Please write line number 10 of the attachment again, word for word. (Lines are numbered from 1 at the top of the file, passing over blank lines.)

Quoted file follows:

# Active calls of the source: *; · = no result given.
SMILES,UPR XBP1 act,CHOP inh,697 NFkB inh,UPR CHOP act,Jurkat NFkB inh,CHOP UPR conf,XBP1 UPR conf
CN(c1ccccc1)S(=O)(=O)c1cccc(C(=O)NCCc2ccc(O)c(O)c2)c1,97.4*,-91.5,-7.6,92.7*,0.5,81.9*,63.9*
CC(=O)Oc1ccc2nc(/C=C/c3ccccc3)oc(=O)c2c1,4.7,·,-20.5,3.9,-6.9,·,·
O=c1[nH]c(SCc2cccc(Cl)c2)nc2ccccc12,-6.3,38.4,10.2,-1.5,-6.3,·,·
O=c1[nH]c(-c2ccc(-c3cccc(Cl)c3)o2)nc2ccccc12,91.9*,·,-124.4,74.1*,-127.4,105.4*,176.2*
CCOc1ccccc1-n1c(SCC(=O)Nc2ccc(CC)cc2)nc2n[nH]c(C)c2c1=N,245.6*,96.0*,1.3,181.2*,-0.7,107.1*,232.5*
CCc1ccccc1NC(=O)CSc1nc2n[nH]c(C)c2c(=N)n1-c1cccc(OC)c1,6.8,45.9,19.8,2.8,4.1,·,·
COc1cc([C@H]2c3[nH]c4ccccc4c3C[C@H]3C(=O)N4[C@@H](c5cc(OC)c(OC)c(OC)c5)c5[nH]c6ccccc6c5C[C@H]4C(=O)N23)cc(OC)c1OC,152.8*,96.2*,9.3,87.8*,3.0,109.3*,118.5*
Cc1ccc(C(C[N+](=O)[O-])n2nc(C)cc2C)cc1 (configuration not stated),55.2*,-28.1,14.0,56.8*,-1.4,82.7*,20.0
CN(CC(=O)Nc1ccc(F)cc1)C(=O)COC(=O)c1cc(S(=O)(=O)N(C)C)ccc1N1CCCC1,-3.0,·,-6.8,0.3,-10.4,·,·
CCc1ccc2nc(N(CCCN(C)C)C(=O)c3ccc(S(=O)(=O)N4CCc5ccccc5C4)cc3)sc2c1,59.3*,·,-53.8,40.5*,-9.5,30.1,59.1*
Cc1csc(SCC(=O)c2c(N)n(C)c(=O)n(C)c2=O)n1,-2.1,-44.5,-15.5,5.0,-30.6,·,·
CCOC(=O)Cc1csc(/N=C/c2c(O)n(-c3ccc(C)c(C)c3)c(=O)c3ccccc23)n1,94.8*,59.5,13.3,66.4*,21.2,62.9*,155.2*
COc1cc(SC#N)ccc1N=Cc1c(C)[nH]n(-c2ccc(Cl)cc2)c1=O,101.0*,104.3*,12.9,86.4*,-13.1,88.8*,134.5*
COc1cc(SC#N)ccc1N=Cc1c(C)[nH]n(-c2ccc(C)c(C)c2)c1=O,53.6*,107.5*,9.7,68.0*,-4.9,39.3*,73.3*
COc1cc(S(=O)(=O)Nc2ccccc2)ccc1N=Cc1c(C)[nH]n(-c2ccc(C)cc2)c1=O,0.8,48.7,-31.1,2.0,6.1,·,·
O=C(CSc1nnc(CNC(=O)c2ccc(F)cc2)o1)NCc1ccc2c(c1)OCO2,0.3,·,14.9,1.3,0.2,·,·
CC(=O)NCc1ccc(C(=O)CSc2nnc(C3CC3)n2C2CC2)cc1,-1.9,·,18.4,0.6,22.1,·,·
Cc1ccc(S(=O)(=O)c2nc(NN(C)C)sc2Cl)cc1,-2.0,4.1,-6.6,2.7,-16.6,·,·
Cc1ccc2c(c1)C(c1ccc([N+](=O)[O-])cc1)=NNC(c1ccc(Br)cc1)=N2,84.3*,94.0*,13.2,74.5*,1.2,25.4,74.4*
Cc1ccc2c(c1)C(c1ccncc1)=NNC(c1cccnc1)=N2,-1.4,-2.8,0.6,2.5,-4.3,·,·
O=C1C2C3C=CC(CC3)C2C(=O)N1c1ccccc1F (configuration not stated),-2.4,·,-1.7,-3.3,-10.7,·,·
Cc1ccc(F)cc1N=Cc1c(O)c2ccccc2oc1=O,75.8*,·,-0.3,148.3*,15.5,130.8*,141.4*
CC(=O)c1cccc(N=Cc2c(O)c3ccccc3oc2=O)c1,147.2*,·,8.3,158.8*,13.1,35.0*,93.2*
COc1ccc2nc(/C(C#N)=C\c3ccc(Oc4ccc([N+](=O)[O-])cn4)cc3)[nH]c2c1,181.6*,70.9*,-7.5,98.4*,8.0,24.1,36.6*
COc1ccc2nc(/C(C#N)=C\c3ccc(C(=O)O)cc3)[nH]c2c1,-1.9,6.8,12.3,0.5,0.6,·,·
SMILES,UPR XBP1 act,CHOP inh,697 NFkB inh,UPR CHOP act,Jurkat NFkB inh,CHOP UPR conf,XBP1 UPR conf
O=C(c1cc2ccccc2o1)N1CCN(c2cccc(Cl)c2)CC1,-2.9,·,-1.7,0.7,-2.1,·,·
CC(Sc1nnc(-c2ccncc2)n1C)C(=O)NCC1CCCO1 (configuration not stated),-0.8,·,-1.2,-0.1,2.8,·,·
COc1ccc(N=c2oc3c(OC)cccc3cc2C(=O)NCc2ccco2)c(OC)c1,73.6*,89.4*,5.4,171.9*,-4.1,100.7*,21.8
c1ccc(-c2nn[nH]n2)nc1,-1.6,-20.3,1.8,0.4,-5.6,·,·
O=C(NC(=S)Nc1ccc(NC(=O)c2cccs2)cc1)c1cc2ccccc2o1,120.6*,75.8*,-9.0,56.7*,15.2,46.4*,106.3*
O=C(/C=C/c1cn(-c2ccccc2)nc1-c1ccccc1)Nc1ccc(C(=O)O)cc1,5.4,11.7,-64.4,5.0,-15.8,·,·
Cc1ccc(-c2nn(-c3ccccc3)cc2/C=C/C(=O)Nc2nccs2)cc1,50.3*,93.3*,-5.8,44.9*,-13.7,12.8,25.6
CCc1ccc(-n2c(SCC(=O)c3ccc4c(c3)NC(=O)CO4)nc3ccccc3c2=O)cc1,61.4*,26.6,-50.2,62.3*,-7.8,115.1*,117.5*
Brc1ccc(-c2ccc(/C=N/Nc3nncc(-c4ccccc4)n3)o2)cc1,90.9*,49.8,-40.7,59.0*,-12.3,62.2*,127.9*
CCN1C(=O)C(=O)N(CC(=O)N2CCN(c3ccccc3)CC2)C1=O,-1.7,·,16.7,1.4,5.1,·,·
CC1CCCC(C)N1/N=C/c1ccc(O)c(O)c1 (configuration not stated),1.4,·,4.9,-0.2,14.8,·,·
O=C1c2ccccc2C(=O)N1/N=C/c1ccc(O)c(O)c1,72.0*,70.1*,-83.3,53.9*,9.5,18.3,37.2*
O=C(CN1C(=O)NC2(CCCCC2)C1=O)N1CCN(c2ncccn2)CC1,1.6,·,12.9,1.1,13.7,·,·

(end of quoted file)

Cc1ccc(C(C[N+](=O)[O-])n2nc(C)cc2C)cc1 (configuration not stated),55.2*,-28.1,14.0,56.8*,-1.4,82.7*,20.0